Bloomberg — Venezuela’s temporary ban on mining cryptocurrencies within the country is effectively killing the industry President Nicolás Maduro worked hard to promote.
State regulators first ordered a halt on crypto mining in March, after opening an investigation into a large corruption scheme in which crypto wallets were allegedly used to redirect payments owed to the state-run oil company Petróleos de Venezuela SA.
Maduro had personally pushed the use of crypto and specifically the Petro sovereign token, issued by the government. The coin was touted as an alternative to the Venezuelan bolivar in the face of hyperinflation and as a tool to bypass crippling US sanctions. But as the state’s halt on crypto mining drags into a third month, many cash-strapped miners could be forced to shut for good. And the Petro, which never took off but was once deemed by Maduro as Venezuela’s gateway to the future, stopped trading May 24.
“It is unfortunate that after going through so much trouble to formalize and do things right, we are now in this situation,” said Alexis Lugo, who’s been working in digital assets for seven years and now leads an educational crypto project called Criptoneros.
Roughly 80 people have been arrested in connection to the oil scandal, in which Venezuelan crude was allegedly sold through the country’s crypto oversight agency without paying fees to PDVSA. This includes former technology minister Hugbel Roa, who played a key role in promoting the Petro, and Joselit Ramírez, who managed the crypto superintendence. However, it’s little understood why the ban on crypto mining persists.
The vast majority of miners — which use specialized computers to validate transactional blockchain data — are focused on Bitcoin (BTC) and have nothing to do with the Petro, as the tokens are 100% “pre-mined” by the government. Still, an estimated 75,000 units of mining equipment have been disconnected, according to estimates from mining groups. That’s roughly the equivalent of an entire fleet of machines owned by a major publicly traded mining company such as Riot Platforms Inc.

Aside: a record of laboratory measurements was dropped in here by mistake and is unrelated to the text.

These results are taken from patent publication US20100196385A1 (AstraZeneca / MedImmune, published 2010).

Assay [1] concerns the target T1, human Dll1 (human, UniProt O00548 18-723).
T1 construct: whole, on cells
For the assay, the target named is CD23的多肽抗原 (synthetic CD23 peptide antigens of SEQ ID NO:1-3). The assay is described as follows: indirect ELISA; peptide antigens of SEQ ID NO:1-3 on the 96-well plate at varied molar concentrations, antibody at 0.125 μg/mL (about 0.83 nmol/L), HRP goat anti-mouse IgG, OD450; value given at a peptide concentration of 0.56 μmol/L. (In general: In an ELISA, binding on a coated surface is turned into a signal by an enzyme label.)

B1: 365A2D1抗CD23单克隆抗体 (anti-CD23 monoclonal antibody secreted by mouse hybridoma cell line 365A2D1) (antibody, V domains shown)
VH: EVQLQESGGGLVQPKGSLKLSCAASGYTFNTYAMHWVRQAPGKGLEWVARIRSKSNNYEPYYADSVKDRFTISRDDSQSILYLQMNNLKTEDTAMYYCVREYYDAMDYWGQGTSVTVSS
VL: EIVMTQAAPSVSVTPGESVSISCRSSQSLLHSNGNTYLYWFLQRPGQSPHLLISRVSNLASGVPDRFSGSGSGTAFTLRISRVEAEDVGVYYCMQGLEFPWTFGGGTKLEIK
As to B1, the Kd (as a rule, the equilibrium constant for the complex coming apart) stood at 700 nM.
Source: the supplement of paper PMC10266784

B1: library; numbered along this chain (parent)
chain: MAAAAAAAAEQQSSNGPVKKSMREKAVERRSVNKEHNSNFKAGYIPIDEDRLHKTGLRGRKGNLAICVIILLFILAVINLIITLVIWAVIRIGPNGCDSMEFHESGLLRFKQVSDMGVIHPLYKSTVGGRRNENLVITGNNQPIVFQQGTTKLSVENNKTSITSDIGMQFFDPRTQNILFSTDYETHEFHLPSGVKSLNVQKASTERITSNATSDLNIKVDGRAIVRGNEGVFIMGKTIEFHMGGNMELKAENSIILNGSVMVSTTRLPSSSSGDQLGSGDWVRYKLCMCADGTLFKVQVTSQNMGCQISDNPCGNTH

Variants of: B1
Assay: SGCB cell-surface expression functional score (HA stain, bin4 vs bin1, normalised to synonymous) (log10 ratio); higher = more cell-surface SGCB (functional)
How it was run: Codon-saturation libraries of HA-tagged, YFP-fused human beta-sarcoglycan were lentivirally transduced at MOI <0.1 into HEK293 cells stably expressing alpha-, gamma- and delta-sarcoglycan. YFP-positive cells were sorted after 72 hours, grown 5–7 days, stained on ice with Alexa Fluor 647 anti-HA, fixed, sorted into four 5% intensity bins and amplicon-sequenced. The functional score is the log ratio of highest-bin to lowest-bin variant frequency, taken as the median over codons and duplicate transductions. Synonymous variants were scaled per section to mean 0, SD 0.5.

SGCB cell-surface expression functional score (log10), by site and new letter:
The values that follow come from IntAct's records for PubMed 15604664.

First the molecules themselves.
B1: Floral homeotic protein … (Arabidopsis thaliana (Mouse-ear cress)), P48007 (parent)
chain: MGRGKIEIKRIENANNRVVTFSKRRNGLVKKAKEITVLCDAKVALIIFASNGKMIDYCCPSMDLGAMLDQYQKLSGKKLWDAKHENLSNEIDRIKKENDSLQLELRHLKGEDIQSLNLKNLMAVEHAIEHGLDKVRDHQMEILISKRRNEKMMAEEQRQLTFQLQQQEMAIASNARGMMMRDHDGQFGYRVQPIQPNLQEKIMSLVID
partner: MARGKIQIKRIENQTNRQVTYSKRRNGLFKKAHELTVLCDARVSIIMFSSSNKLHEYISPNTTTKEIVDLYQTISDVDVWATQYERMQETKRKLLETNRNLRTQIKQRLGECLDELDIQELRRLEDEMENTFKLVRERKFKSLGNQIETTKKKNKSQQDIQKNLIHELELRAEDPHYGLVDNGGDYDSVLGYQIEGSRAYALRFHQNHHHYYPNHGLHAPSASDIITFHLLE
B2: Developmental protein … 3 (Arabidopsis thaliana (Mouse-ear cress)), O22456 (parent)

The intelligence police, known as Sebin, have been conducting audits of miners, seeking confirmation any funds used to purchase equipment didn’t come from the oil corruption scheme, said people familiar with the matter, who asked not to be named. But so far, no miners are known to have been detained or charged with a crime.
“The innocent are paying for the sins of the guilty,” said Juan Blanco, chief executive officer of BitData, a 10-person crypto miner in Caracas that’s also focused on crypto education.
A Changed Landscape
The country’s ban on mining comes as miners from across the globe have been struggling with the plunge in Bitcoin on top of higher electricity costs. Core Scientific Inc., the largest public Bitcoin miner by computing power, went bankrupt last year, and multiple miners have warned of liquidity crunches.
Those operating in Venezuela had been partially insulated from higher power costs, as the country enjoys some of the lowest electricity rates in the world. But an about-face by the Maduro government on its crypto-friendly polices has put the country’s status as a mining haven into question.
Maduro had called crypto the force to lead the revolution “hand in hand.” In pushing the use of the Petro, his administration had created a Petro app, a crypto bank and billboards atop government buildings with the Petro’s logo.
Now, things have drastically changed. Beyond the halt on crypto mining and trading of the Petro, most of the large scale Petro advertisements are gone; armed officials hold constant guard outside the nation’s crypto regulator; and Venezuelan crypto exchanges have been forced to shutter operations in the local currency after regulators had their banks accounts blocked.
“Nobody knows for sure what is going to happen with the Petro or the crypto [regulator],” said Humberto Quevedo, a crypto trader and director of an organization of traders and miners known as Asonacrip. “We are in the dark without an official statement.”
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